Sara Marberry

8 years ago

It sure has. Many, many people have worked very hard to get these laws passed.

Erin Peavey

8 years ago

Thank you for calling attention to this, Sara. Our interior designers impact infection control, patient privacy, staff productivity and job satisfaction, which is just the tip of the iceberg. It is clearly not “innocuous” and is extremely meaningful and impactful to to the health and welfare of patients, their families and the staff that care for them. Thank you again, Erin.

Sara Marberry

8 years ago

Very well said, Erin.

Georgie Marquez

8 years ago

"What’s surprising to me was the comment that 'by law, anyone can call themselves an interior designer.'" I suppose it depends on the state, but in Virginia, you have to be licensed to call yourself and Interior Designer; the same applies to the title Architect. Sadly, this is symptomatic of the trend nowadays of folks simply downloading an app and assuming they can do the work professionals have trained years to prepare for.

Sara Marberry

8 years ago

Agree, George! Is there an app for interior design?

Georgie Marquez

8 years ago

There's an app for everything! But, yes, there are interior design specific apps out there.

Dan Lee

8 years ago

Sara, we are grateful that you get on your soapbox and hold accountable writers who are unqualified and uneducated on this topic. With the mounting body of evidence that interior design is as much science as art, one would hope that such writers with access to the public would be more responsible. The 26 States and Districts that have enacted laws regulating Interior Design did so after exhaustive review, ultimately ruling in favor of life safety for the public. Our aging population, not to mention our current concerns for infection control, demand better outcomes. Licensed and certified interior designers are essential for healthcare design.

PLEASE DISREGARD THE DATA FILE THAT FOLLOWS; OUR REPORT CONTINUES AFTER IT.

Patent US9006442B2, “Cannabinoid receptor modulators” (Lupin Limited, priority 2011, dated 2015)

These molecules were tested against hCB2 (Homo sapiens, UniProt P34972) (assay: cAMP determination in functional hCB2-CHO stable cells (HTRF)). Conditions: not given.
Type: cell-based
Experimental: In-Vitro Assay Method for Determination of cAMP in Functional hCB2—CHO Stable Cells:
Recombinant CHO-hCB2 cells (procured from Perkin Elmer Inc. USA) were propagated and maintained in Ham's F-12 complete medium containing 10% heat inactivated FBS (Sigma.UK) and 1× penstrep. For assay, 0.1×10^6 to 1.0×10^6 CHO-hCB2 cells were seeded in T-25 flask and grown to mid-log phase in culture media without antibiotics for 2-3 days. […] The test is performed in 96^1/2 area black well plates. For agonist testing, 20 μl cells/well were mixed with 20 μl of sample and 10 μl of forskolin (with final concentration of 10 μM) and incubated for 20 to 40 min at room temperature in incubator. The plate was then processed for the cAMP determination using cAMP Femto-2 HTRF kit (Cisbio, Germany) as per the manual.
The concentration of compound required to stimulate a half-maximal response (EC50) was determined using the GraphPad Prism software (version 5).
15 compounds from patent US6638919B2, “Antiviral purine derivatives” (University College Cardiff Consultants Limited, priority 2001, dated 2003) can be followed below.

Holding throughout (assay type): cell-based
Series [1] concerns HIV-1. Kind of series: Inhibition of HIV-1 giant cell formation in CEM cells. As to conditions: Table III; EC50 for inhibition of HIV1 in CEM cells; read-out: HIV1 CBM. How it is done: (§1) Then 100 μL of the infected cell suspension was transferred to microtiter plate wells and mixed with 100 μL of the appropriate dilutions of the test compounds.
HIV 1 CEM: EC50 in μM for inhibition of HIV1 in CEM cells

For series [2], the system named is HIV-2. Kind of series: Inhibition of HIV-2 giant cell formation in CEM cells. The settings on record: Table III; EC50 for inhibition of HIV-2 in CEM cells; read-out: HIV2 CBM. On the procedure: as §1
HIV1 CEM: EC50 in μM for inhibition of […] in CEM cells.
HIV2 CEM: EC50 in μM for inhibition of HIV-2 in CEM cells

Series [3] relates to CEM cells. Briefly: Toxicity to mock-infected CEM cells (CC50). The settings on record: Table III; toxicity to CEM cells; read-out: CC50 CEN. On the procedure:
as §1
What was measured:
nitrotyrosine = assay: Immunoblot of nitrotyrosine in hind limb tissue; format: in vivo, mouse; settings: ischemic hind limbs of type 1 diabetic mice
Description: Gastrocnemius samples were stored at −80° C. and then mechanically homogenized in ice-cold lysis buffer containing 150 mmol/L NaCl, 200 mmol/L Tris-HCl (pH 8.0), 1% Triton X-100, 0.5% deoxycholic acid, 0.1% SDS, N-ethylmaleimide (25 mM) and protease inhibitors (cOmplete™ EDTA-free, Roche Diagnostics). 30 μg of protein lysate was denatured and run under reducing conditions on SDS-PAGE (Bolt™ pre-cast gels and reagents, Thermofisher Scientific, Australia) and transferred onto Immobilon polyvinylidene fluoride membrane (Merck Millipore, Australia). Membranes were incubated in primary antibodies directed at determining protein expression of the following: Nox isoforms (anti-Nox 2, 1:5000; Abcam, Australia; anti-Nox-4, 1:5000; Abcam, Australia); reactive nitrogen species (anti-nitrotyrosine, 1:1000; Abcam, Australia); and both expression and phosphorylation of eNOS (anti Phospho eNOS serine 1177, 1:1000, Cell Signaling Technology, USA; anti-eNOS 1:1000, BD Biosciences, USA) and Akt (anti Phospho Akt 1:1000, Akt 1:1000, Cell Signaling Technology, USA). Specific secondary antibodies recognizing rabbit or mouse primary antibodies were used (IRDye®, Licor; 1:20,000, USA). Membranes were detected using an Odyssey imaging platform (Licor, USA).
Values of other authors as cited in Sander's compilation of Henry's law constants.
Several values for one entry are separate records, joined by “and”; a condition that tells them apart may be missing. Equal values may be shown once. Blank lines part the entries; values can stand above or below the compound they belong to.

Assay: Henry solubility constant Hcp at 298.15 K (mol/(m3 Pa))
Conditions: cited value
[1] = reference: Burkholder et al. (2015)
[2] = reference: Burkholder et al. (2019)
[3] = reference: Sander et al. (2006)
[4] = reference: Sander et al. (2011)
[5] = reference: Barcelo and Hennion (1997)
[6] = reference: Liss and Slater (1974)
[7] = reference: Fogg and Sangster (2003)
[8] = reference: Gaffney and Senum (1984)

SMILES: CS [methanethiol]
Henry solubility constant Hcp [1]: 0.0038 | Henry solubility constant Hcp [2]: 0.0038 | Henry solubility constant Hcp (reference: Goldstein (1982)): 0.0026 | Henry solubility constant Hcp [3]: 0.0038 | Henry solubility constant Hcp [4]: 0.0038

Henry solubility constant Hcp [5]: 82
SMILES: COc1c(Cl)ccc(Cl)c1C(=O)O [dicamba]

Sara Marberry

8 years ago

Well said, Dan!

Ridley Kinsey

8 years ago

Give 'em hell, Sara.

I guess anyone can call themselves a writer.

Sara Marberry

8 years ago

Ah, so very true, Ridley!

Michael Dudek

8 years ago

I am a little late to this discussion but felt it important to add my 3 cents (inflation):

First I wholeheartedly agree with everything Sara shouts from her soapbox but I am sorry to confirm that anybody can in fact...legally call themselves an "Interior Designer."

Even in Virginia as Georgie assumed anybody can call themselves an interior designers. The legislation in Virgina only regulates "Certified Interior Designers" or CID's. Yes this is a very subtle semantic nuance but it is one that many design professionals fail to grasp.

In the end...until the general public, and ill informed journalists(?) such as Hilary Gowins, not only understand, but respect, the subtle distinction between a "Certified" Interior Designer and an "Interior Designer" we will continue to suffer the broad brush misunderstanding of our true value to society.

Thanks again Sara for the post...it's a start.

Sara Marberry

8 years ago

Thanks, Michael, for your comments! Afraid we have a long way to go...

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Sara Marberry, EDAC, is a healthcare design knowledge expert, thought catalyst, and strategic marketing and business development consultant. The author/editor of three books, Sara writes and speaks frequently about industry trends and evidence-based design. She can be reached at sara@saramarberry.com.